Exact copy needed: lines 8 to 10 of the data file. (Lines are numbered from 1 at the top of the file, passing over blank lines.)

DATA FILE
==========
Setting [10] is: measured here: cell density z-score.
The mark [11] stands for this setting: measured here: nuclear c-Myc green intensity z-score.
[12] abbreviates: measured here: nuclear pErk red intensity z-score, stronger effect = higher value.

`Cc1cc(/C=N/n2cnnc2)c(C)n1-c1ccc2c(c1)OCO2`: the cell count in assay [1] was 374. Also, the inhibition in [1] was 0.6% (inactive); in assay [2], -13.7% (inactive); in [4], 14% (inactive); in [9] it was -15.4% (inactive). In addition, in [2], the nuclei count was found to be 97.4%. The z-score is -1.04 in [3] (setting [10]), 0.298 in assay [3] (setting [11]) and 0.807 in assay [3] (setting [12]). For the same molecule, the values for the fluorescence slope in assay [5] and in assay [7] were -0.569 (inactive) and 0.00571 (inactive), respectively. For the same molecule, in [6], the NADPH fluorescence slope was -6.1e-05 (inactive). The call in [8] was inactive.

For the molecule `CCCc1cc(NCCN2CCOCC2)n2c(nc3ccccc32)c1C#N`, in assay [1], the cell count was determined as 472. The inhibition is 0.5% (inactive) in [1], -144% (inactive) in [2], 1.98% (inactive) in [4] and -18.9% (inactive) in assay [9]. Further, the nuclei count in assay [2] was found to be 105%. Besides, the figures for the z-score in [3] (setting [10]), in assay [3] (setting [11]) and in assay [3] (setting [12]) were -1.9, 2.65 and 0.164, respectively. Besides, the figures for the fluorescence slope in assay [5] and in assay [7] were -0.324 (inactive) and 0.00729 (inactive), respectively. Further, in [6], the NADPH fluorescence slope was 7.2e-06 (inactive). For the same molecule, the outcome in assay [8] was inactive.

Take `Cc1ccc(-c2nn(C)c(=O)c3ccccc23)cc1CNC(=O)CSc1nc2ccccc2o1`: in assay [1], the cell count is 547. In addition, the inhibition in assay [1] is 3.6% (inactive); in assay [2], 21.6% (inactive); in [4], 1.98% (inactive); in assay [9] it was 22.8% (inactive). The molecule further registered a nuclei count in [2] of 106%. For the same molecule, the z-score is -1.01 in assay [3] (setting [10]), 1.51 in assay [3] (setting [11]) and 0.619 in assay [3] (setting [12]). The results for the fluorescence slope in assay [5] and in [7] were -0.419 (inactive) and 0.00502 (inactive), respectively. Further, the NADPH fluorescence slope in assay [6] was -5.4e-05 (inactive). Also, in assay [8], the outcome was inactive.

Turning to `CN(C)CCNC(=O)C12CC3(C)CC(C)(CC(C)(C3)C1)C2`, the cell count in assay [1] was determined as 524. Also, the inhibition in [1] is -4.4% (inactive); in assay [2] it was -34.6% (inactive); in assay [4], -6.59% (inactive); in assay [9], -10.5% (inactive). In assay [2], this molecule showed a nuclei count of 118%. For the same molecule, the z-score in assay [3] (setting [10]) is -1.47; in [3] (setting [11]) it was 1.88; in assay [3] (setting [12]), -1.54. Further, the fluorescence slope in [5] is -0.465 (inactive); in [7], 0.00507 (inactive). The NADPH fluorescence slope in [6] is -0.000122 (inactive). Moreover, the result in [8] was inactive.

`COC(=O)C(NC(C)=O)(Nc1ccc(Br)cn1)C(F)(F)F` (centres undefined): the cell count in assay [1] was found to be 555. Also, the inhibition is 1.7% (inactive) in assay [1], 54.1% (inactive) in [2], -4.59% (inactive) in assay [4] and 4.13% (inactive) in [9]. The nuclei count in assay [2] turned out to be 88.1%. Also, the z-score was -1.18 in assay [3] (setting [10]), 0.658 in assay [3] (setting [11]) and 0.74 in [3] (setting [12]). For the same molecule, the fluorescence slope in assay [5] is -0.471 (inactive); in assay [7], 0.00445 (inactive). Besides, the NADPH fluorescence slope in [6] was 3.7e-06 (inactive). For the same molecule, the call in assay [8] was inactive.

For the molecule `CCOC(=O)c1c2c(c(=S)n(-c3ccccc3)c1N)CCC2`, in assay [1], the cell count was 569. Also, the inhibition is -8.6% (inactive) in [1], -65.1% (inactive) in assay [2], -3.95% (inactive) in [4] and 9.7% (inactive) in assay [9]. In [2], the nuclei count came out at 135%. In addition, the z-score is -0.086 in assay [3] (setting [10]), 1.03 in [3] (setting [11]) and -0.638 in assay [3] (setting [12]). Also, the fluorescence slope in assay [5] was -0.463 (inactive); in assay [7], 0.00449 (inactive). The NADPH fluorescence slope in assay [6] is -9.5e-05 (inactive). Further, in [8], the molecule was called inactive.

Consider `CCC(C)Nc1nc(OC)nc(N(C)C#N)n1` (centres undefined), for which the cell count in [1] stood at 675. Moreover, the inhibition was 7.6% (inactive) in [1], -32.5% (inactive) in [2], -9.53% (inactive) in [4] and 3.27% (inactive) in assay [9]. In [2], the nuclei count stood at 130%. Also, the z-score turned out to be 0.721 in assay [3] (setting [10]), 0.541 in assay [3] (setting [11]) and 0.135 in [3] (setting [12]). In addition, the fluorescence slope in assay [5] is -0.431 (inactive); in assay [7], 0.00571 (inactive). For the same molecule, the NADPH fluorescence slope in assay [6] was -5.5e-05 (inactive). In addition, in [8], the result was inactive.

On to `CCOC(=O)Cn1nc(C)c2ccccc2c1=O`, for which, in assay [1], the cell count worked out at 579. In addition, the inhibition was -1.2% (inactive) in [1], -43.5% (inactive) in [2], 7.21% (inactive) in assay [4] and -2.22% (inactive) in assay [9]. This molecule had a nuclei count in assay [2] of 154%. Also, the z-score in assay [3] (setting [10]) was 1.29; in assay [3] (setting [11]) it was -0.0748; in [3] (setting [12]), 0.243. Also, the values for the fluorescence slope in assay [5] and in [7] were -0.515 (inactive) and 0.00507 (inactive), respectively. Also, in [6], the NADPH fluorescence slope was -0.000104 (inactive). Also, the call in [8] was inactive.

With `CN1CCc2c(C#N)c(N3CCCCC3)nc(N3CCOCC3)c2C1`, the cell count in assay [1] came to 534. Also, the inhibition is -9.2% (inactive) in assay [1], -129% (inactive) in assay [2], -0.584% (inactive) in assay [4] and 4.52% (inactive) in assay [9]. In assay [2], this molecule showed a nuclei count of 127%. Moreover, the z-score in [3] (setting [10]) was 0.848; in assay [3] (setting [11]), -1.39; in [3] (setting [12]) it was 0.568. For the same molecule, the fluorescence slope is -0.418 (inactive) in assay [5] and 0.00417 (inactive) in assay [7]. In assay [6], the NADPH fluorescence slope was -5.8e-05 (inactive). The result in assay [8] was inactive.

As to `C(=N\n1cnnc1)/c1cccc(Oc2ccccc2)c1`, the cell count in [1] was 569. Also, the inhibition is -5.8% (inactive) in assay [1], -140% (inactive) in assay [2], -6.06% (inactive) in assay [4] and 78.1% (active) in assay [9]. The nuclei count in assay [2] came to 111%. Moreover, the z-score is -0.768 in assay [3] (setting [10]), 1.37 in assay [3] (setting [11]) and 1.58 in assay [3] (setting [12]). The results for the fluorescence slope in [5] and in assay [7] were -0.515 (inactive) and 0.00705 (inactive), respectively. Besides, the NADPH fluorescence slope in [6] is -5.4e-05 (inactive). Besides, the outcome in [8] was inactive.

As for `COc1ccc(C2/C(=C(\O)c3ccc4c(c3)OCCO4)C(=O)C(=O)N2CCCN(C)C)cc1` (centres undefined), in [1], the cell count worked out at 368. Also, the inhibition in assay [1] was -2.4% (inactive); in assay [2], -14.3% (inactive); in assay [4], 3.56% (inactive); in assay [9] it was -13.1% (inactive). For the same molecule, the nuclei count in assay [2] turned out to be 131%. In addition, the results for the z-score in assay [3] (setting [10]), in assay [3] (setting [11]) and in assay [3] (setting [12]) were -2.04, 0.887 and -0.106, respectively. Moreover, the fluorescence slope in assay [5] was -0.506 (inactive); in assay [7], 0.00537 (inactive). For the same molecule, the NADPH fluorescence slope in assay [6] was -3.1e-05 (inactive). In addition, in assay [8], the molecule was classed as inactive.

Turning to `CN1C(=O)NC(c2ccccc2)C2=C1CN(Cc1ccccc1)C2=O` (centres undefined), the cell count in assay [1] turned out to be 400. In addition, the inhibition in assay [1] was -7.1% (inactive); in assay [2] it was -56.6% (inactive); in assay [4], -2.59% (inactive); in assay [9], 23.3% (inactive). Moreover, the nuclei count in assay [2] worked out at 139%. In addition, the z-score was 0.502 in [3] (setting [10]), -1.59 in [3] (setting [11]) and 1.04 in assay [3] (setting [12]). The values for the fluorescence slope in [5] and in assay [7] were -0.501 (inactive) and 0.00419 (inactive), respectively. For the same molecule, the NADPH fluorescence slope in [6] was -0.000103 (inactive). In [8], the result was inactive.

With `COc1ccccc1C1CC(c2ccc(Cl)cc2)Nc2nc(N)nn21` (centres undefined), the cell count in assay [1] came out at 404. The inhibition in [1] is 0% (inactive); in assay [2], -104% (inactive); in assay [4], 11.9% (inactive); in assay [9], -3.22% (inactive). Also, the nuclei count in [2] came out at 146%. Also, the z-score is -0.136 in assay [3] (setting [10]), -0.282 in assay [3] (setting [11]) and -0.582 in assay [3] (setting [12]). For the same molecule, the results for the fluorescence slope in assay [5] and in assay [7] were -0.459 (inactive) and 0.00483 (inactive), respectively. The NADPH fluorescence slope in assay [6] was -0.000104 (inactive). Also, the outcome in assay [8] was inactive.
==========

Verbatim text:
`COC(=O)C(NC(C)=O)(Nc1ccc(Br)cn1)C(F)(F)F` (centres undefined): the cell count in assay [1] was found to be 555. Also, the inhibition is 1.7% (inactive) in assay [1], 54.1% (inactive) in [2], -4.59% (inactive) in assay [4] and 4.13% (inactive) in [9]. The nuclei count in assay [2] turned out to be 88.1%. Also, the z-score was -1.18 in assay [3] (setting [10]), 0.658 in assay [3] (setting [11]) and 0.74 in [3] (setting [12]). For the same molecule, the fluorescence slope in assay [5] is -0.471 (inactive); in assay [7], 0.00445 (inactive). Besides, the NADPH fluorescence slope in [6] was 3.7e-06 (inactive). For the same molecule, the call in assay [8] was inactive.

For the molecule `CCOC(=O)c1c2c(c(=S)n(-c3ccccc3)c1N)CCC2`, in assay [1], the cell count was 569. Also, the inhibition is -8.6% (inactive) in [1], -65.1% (inactive) in assay [2], -3.95% (inactive) in [4] and 9.7% (inactive) in assay [9]. In [2], the nuclei count came out at 135%. In addition, the z-score is -0.086 in assay [3] (setting [10]), 1.03 in [3] (setting [11]) and -0.638 in assay [3] (setting [12]). Also, the fluorescence slope in assay [5] was -0.463 (inactive); in assay [7], 0.00449 (inactive). The NADPH fluorescence slope in assay [6] is -9.5e-05 (inactive). Further, in [8], the molecule was called inactive.

Consider `CCC(C)Nc1nc(OC)nc(N(C)C#N)n1` (centres undefined), for which the cell count in [1] stood at 675. Moreover, the inhibition was 7.6% (inactive) in [1], -32.5% (inactive) in [2], -9.53% (inactive) in [4] and 3.27% (inactive) in assay [9]. In [2], the nuclei count stood at 130%. Also, the z-score turned out to be 0.721 in assay [3] (setting [10]), 0.541 in assay [3] (setting [11]) and 0.135 in [3] (setting [12]). In addition, the fluorescence slope in assay [5] is -0.431 (inactive); in assay [7], 0.00571 (inactive). For the same molecule, the NADPH fluorescence slope in assay [6] was -5.5e-05 (inactive). In addition, in [8], the result was inactive.